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Satellite continues to play a major role in broadband access

June 3, 2011 • Top Stories

Despite the advent of more than 20 optic fibre cable networks now reaching African shores, satellite services will continue to fulfil an important role in providing the telecommunications infrastructure for urban centres as well as inland and remote areas, particularly as new high capacity Ka-band satellites come on-stream.

This is the view of Soheil Mehrabanzad, assistant vice president, Middle East/Africa, Hughes Network Systems, the global leader in broadband satellite networks and services.

Speaking at a Hughes seminar alongside the SatCom Africa 2011 conference in Sandton at the end of May, Mehrabanzad said Ka-band wave technology began in earnest in North America with the launch of the Hughes SPACEWAY3 satellite system in 2007. “Ka-band satellite has now become one of today’s fastest-growing technologies because of the growing demand for capacity,” he said.

Hughes is supplying its high-performance Ka-band HN broadband satellite system and terminals for the ground segment of the Yahsat 1B satellite to be launched towards the end of 2011. This will be the first Ka-band satellite to provide broadband Internet access to South Africa and other African countries.

Hughes is also providing Vodacom with its high power Ka/Ku-band terminals solutions in anticipation of the arrival of Ka-band satellite services in Africa as Vodacom propels aggressive expansion of converged service offerings in South Africa and throughout the continent.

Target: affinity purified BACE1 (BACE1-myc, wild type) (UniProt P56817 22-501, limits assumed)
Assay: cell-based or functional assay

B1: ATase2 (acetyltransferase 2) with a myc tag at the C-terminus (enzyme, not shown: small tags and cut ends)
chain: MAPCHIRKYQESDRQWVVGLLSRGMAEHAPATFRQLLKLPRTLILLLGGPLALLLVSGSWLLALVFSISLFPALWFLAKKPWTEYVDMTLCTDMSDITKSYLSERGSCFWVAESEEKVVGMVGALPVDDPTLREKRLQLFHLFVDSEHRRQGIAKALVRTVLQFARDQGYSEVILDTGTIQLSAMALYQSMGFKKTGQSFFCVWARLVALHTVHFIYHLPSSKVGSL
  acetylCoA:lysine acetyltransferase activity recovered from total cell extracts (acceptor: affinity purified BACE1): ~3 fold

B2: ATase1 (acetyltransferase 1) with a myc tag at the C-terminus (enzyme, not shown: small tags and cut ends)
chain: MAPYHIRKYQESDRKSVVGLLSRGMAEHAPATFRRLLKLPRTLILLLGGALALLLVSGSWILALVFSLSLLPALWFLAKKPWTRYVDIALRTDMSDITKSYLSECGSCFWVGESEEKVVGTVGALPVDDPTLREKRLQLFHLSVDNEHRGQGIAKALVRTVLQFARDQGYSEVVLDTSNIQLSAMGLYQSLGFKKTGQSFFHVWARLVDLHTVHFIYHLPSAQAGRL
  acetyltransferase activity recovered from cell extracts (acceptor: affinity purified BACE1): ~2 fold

According to Mehrabanzad, the demand for broadband is exhausting the available capacity of existing C- and Ku-band satellites. “Enterprises increasingly depend on media-rich applications to grow their businesses. Governments need high-bandwidth applications to deliver services. And consumers want to watch movies, make VoIP phone calls, and browse the Web – all at the same time.

“Ka-band technology makes this possible over satellite, breaking down the communication barriers faced by millions of households and businesses globally that lack access to terrestrial broadband service – or can’t get Ku-band services because the spectrum is saturated. The high bandwidth available in the Ka spectrum and frequency re-use capabilities across multiple beams enables the delivery of more capacity at faster speeds to smaller dishes – opening the door to upgraded services at lower costs.”

Utilising geostationary satellite coverage available from a choice of operators worldwide, Hughes provides the capability to deliver broadband Internet services virtually anywhere. “Our approach is to understand the psychology, culture, and needs of each region, and then to use this knowledge to develop appropriate solutions,” said Mehrabanzad. In South Africa, Hughes works with local partner, SAAB Grintek to provide a managed network service.

Hughes is helping governments close the digital divide among several of South Africa’s BRICS partners – Russia, Brazil and India. And in Mexico, Hughes has provided a government-sponsored school network serving as Internet access centres for the community. It has also had success with e-learning projects in Ethiopia.

While Ka-band offers huge potential in a range of market segments, including corporate, government, military, education and transport, Hughes sees most opportunities for growth in high-speed satellite Internet access for consumers.

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